“It was one of those crazy dreams I had a long time ago – that is, to manipulate and control the movement of antimatter atoms by laser light,” he recalled.
He knew that conventional atoms could be reduced by “laser cooling” (atoms move slowly at cold temperatures and stop moving at 0 Kelvin or 0 K, which is equivalent to -273.15 C, called absolute zero). The atoms of each element are sensitive to specific colors of light. Attacking them with those particular colors under certain conditions will cause them to absorb light and move slowly in the process.
In theory, anti-hydrogen atoms should respond to the same colors as conventional hydrogen atoms (In 2018 the researchers confirmed.)
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So, once the alpha succeeded in capturing the antimatter atoms of hydrogen, Fujiwara tried to try laser cooling on them.
His colleagues laughed, initially recalling, “Everyone knows it’s very difficult to build a laser for this.”
The color they require is, in physics, indicated by its wavelength (for example, red has a wavelength of about 700 nanometers and blue has a wavelength of 450 nanometers) must be very accurate. This required a wavelength of exactly 121.6 nanometers. The laser of that color had never been built before. The laser must be mounted on the most complex test system in the most complex location.
Then, one day, Fujiwara ran into a restaurant at TRIUMF in Vancouver with his colleague Takamasa Momos, a professor of UBC chemistry. He noted the problem, and Momos said the laser could be developed.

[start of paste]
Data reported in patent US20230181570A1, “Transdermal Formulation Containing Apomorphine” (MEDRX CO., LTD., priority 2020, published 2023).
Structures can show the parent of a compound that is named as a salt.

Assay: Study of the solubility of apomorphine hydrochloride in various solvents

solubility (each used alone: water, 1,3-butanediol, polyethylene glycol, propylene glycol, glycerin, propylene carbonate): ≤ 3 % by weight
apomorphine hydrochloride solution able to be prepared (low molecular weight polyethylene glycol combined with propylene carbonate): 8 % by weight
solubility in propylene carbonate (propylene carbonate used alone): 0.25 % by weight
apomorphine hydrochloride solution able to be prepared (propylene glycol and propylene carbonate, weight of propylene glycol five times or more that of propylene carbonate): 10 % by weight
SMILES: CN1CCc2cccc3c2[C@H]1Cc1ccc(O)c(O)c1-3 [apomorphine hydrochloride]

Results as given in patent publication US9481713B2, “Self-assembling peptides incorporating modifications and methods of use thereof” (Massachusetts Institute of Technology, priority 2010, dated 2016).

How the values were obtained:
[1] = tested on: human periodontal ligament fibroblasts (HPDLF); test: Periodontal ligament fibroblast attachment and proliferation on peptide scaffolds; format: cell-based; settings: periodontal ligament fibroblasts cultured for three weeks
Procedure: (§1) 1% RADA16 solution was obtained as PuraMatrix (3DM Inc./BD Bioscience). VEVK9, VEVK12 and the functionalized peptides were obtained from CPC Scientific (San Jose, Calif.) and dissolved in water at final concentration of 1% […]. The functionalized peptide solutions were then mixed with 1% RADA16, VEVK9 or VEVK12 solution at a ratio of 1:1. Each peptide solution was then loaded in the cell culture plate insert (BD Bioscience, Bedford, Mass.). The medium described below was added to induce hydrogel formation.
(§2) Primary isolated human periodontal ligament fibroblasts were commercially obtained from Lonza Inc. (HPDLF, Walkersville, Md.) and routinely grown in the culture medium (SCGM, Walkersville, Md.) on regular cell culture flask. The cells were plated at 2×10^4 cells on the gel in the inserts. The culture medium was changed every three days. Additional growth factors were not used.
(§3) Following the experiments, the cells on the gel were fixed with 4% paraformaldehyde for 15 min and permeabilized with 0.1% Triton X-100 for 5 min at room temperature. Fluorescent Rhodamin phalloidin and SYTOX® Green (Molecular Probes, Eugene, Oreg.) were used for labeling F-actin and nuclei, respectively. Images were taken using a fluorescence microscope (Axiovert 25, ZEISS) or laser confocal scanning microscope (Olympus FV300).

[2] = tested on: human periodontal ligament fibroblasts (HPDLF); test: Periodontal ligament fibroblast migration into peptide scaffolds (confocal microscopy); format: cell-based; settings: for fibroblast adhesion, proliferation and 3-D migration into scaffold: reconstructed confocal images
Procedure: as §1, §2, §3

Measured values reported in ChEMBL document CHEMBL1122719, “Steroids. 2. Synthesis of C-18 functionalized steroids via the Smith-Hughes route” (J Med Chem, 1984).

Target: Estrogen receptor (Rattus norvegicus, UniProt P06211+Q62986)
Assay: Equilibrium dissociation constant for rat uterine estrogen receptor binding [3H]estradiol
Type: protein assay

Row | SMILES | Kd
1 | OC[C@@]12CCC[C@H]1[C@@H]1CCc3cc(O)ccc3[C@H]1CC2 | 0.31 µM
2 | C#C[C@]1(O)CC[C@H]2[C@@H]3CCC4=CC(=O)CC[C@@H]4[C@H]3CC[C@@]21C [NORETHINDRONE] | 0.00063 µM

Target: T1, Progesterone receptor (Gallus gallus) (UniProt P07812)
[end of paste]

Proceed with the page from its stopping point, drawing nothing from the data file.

The two worked together, and almost 10 years later, they were successful.
What can you do with ultra slow antimatter atoms
Antihydrogen atoms are formed and trapped at very cold temperatures, about 0.5 Kelvin or K (-272.65 C). But even at that temperature, they move at a speed of 300 kilometers per hour. With laser cooling, the researcher was able to kill them at 0.01 K (-273.14) and at a speed of 36 kilometers per hour.
“Almost you can catch it by running,” Fujiwara said (i.e., if you’re Usain Bolt, who 37.58 kilometers per hour (100 km / h).
The team was able to measure the colors that represent the “fingerprint” of the cooled antihydrogen atoms. At that slow speed, the measurement was four times sharper than the dim measurements they took at faster speeds and higher temperatures.
When the atoms move slowly, they allow them to move closer to each other – and could even combine to form larger particles of antimatter, Momos said, adding that this was his next goal.
“So far we only have antihydrogen atoms,” he said. “But I think it’s better to make a molecule with an antimatter.”
Fujiwara wants to measure the force of gravity on the antimatter atoms to see if it is equal to the force of gravity on the object. Gravity is very weak with a small mass like an atom, and its signal is usually drowned out by the signals of other atomic motions. But as the atoms stop moving at absolute zero, those other motions can be greatly reduced with intense cooling.
Why this is a ‘good step’
Randolph Paul is a professor of experimental nuclear physics at the University of Mainz in Germany, who has not been involved in research, but has worked with antimatter in the past. He has been following in the footsteps of Alpha, and said its latest results are “a good step” towards accurate measurements of the “fingerprint” of antihydrogen.
But he thinks the new technique will have an even bigger impact on the gravitational acceleration measurements of antimatter atoms: “The big question is: will the antimatter fall to the ground – will it be attracted to the object? Or will it be repelled by the object or fall? Upwards?”
He said so far, no one expected a distinction between substance and antimatter in its behavior, but that theory has yet to be tested.
“Because in the past people measured something they didn’t expect to see a contradiction, and then suddenly a contradiction appeared,” he said. “It changed our view of the world.”